The Elizabeth City Police Department K-9 Unit was training hard last week, preparing Officer Caleb Hudson and his new dog, a German shepherd named Nero, for certification next month.
This time, Hudson had donned a protective suit and walked to the middle of a vacant ball field behind the Elizabeth City Boys and Girls Club.
As Hudson played a fleeing suspect, Baska, another German shepherd, chased him down on Officer Grady Edwards’ command and bit hard on his calf muscle. Hudson went to his knees.
Nero watched and barked from Hudson’s nearby patrol car.
Nero is one of five police dogs donated to K-9 units by the North Carolina State Highway Patrol after it disbanded its K-9 force last year. Nero was the one Elizabeth City wanted most, said Officer Glen Needham, supervisor of the department’s K-9 Unit.
A North Carolina state trooper caught on video kicking his police dog last year drew national attention and forced an investigation. As a result, the Highway Patrol gave away its German shepherds trained for drug sniffing, apprehension and searches and will re-establish its K-9 unit with Labradors used only for drug sniffing, said Capt. Everett Clendenin, spokesman for the Highway Patrol.
Despite the bad publicity about the Highway Patrol unit, Nero is well-trained and gentle around people, Needham said. But when commanded, he can aggressively apprehend a suspect. Nero was not the dog abused in the video.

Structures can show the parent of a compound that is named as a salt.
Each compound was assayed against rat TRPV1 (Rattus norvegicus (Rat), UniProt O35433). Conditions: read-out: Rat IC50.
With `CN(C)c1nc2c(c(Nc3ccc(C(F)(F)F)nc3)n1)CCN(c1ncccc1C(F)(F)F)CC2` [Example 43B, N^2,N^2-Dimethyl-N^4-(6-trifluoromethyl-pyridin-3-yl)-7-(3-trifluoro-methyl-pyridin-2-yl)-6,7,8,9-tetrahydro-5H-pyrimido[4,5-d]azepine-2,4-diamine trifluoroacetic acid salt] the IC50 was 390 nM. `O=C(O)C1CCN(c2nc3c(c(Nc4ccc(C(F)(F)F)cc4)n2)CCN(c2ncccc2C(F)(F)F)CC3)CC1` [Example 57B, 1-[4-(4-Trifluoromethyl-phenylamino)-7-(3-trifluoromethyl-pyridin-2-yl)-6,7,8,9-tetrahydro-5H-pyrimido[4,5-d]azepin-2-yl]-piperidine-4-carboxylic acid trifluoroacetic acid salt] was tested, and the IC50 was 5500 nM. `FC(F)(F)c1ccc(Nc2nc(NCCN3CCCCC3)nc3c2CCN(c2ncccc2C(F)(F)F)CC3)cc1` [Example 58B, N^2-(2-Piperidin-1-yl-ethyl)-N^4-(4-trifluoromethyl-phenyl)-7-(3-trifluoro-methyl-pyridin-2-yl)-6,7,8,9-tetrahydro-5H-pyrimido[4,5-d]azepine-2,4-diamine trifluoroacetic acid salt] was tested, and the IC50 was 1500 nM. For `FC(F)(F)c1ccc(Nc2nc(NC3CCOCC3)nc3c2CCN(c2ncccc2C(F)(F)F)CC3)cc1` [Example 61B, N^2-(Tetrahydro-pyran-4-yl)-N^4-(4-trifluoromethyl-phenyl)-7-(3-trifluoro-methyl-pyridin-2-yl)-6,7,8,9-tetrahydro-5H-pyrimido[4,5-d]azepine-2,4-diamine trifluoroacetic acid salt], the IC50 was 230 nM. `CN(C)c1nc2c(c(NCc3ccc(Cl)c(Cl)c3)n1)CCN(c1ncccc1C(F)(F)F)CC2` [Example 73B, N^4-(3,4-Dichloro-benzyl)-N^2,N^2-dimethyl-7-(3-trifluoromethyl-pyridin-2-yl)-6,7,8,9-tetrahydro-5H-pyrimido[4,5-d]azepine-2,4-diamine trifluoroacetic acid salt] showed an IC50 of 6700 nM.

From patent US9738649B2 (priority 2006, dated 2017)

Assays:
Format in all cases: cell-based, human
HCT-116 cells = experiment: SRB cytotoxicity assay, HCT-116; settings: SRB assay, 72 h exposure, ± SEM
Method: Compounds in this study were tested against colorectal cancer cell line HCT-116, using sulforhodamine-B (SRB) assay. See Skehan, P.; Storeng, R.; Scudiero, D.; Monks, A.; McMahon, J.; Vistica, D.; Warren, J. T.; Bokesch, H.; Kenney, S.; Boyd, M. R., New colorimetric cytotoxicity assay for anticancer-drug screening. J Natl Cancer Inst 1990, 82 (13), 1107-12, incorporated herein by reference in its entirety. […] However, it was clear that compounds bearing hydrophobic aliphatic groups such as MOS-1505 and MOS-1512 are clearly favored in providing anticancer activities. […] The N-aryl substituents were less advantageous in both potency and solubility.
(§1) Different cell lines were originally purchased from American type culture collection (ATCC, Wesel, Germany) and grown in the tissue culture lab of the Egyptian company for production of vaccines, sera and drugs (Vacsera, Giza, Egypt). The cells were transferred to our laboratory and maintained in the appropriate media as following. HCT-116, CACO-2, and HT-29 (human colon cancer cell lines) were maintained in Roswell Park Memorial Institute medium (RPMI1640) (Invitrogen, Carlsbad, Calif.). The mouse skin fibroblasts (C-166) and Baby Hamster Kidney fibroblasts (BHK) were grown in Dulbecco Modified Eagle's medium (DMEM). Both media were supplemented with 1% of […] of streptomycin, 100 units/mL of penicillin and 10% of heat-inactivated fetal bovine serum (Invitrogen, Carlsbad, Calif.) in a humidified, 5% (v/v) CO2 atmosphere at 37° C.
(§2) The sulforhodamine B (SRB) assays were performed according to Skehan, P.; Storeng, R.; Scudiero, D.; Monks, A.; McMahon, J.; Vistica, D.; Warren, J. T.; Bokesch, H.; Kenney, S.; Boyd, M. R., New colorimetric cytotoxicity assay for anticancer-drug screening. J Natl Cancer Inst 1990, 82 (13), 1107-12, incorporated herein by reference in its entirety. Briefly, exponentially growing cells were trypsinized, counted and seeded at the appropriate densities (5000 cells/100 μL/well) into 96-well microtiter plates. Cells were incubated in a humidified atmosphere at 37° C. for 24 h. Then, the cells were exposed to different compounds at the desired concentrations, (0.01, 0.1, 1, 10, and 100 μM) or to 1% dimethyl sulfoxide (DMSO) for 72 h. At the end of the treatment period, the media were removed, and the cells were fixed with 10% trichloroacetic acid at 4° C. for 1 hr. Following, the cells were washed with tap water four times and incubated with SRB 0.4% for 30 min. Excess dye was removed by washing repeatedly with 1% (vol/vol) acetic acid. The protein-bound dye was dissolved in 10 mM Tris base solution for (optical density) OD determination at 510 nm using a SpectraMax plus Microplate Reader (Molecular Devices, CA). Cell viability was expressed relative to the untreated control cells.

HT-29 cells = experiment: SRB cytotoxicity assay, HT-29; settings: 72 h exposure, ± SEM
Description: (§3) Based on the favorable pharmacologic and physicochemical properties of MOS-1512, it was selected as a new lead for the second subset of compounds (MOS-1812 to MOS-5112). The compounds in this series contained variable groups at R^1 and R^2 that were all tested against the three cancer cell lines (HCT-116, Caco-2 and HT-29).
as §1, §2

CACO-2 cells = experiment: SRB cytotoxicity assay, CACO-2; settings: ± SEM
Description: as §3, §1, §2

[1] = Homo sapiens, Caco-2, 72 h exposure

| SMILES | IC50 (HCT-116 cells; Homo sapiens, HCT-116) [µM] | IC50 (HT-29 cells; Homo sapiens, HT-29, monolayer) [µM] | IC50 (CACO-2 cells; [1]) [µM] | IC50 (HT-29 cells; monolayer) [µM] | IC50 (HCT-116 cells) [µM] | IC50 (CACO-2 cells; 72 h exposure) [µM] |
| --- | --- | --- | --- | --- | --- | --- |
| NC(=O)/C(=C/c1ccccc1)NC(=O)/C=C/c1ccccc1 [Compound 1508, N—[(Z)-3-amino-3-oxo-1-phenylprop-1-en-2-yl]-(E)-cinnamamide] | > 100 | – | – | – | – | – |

“We are so glad to get Nero,” Needham said. “He’s a wonderful, smart dog.”
Nero brings the Elizabeth City K-9 Unit to four dogs, the most ever in a program that started about 20 years ago.
On a routine traffic stop, a dog gets a “free air sniff” around the vehicle, Needham said. If he smells drugs, that gives police probable cause for a search.
“It can go from speeding to recovery of narcotics to weapons and then a positive identification of a gang member,” Needham said. “It happens a lot.”
Training is more about practice with rewards. Handlers and dogs have an affection for each other, Needham said. Handlers use a collar that pops when pulled to get the dog’s attention. Commands are given loudly in German.
“We do not choke our dogs,” Needham said. “We do not kick our dogs. We do not abuse our dogs.”
Police dogs are trained to sniff drugs, apprehend suspects and conduct searches. Including training, each dog costs more than $10,000, said Joan Ellis, a member of a residents group that raises money for the K-9 Unit.
One of the biggest reasons the group formed was the effectiveness of police dogs in making arrests of gang members, she said.
Police dogs can be more effective than hiring another officer, said Debbie Leete, a member of the fundraising group. Leete also operates a dog search-and-rescue business with her husband.
“Their presence alone and the reaction people have to them makes a difference,” she said. “Those guys back down.”
The residents group is holding a jail-a-thon Wednesday, mailing out more than 300 volunteer arrest warrants, Ellis said. Bail will be $100 each.
Baska was bought with money donated by the group raised by earlier fund raisers.